The 6 Types of Love We Experience

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"What is love?" is the most Googled question ever.  Love is essential to our well-being and often makes life worth living. Most of us would have a different definition if asked to define love. Few researchers have put forth a viable theory on the concept of love. The triangular theory of love was developed by psychologist Dr. Robert Sternberg in the late 1980's and has sustained popularity. His theory suggests that people can have varying degrees of intimacy, passion, and commitment at any one moment in time.

The first component of love, intimacy, involves feelings of closeness, connectedness, and bondedness. The second component, passion, involves feelings and desires that lead to physical attraction, romance, and sexual consummation.  Finally, the third component, commitment, include feelings that lead a person to remain with someone and move toward shared goals. Finding a balance between needs for sex and needs for love is essential.

The three components in Dr. Sternberg’s theory interact in a systemic manner, “pinging” off of each other.  From this, seven kinds of love experiences may occur. "Types" of love may vary over the course of a relationship as well. The types of love represented within the triangle are the following: infatuation, empty love, romantic love, companionate love, fatuous love, and finally (the most ideal type), consummate love.

Infatuation is characterized by lust and passion.

There has not been enough time for a deeper sense of intimacy, romantic love or consummate love in the beginning of the relationship. The other forms of love may eventually develop after the infatuation phase eases up. The initial infatuation was and often is so powerful that people can "carry a torch" for one another, not completely knowing if they have what it takes for a sustaining, deeper and lasting love.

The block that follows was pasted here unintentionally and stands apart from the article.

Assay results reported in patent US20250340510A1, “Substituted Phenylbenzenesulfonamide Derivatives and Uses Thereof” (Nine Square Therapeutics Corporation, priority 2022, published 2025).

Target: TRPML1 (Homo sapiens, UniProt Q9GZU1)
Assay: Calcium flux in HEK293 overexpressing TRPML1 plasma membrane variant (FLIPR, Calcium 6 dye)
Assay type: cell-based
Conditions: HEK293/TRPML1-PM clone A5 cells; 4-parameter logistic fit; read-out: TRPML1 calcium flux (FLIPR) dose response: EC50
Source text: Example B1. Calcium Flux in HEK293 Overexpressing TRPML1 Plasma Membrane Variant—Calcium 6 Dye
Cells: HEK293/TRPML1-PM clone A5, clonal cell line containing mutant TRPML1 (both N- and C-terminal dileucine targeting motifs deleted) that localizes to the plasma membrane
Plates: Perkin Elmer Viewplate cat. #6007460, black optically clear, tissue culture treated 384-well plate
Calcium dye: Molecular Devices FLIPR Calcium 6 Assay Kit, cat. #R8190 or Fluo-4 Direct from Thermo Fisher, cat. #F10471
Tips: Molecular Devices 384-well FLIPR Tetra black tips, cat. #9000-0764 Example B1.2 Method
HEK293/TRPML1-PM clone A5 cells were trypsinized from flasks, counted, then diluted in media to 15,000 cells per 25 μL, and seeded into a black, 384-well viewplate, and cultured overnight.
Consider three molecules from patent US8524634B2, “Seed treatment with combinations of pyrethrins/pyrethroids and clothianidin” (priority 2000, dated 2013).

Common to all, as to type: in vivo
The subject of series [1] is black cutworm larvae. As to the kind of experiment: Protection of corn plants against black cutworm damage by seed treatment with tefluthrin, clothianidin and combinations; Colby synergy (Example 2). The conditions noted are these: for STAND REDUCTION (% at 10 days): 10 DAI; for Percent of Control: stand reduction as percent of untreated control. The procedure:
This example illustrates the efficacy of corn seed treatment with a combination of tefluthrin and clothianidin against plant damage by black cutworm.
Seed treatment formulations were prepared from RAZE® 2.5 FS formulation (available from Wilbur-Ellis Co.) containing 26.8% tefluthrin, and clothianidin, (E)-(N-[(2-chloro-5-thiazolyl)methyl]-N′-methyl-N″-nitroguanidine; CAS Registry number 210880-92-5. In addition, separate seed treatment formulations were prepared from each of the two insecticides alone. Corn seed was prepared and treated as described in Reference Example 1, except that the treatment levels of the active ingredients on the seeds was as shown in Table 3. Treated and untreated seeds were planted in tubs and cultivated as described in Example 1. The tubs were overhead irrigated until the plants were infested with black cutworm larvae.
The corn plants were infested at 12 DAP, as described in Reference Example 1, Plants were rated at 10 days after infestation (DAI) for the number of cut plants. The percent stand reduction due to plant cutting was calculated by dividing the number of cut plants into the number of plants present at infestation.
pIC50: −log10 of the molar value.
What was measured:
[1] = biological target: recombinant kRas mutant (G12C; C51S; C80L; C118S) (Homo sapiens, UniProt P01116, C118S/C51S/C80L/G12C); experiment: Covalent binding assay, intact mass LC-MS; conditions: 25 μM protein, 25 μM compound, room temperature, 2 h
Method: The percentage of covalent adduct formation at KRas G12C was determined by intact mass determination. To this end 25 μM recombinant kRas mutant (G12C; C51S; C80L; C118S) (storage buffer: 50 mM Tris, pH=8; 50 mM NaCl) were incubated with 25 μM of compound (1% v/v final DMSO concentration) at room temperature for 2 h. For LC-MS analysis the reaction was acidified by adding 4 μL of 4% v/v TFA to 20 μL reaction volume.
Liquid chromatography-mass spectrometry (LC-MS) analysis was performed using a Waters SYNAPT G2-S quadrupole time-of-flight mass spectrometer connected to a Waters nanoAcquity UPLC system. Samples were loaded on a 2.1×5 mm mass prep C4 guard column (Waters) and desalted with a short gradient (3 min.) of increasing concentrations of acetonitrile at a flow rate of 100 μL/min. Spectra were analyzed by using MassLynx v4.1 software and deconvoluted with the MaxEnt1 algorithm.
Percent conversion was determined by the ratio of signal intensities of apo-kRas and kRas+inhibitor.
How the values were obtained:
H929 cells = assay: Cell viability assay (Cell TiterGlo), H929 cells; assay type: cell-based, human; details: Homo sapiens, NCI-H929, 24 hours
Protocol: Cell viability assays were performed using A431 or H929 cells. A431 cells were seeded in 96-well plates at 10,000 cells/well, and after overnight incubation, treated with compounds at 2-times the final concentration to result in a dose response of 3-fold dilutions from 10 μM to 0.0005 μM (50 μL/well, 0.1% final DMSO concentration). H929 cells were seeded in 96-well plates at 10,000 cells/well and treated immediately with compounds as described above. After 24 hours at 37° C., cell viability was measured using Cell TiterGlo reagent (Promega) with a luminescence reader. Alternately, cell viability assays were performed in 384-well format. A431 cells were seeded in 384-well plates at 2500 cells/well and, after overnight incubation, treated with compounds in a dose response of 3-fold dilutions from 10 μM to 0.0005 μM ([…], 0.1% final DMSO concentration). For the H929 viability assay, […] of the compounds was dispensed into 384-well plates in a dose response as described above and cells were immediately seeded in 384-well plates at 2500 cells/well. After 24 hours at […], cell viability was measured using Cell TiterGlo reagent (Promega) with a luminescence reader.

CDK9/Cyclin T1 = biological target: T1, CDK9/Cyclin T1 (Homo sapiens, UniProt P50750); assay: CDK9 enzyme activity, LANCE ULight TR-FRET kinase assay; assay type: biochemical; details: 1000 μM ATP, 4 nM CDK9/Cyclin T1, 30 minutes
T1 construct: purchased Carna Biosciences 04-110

Empty love is characterized by commitment but without passion or intimacy.  At times, a strong love deteriorates into empty love. The reverse may occur as well.  For instance, an arranged marriage may start out empty but flourish into another form of love over time.

Romantic love bonds people emotionally through intimacy and physical passion.  Partners in this type of relationship have deep conversations that help them know intimate details about each other. They enjoy a sexual passion and affection. These couples may be at the point where long term commitment or future plans are still undecided. 

Companionate love is an intimate, but non-passionate sort of love. It is stronger than friendship because there is long term commitment. There is minimal or no sexual desire.  This is often found in marriages where the passion has died, but the couple continues to have deep affection or a strong bond together. This may also be viewed as the love between very close friends and family members.

Fatuous love is typified by a whirlwind courtship and marriage in which passion motivates a commitment without the stabilizing influence of intimacy. We hear a lot about this amongst celebrities (e.g., Renee Zellweger and Kenny Chesney or Julia Roberts and Lyle Lovett).

We may even know of people who have done this in our own circles, making us scratch our head wondering how they could marry so impulsively.  Unfortunately, such marriages often don't work out and when they do, we chalk it up to "luck."

Consummate love is the total form of love and represents an ideal relationship. This is the sort of love that we associate with "perfect couples." These couples have great sex several years into their relationship.  They cannot imagine themselves with anyone else. They also cannot see themselves truly happy without their partners.  They manage to overcome differences and stressors faced together. According to Dr. Sternberg, however, consummate love may be harder to maintain than it is to achieve, as the components of love must be put into action.  We have heard that "love is a verb" and this is what Dr. Sternberg means.

  Without behavior and expression, passion is lost and love may revert back to the companionate type instead.     

Dr. Sternberg’s theory of love is one among many, albeit it is one of the more popular and quoted defining frameworks. Whatever love is or might be, people recognize the value in both loving and being loved, and realize that life is much better with it than without.

Source:  Sternberg, R. J. (1986) A triangular theory of love. Psychological Review, 93, 119-135.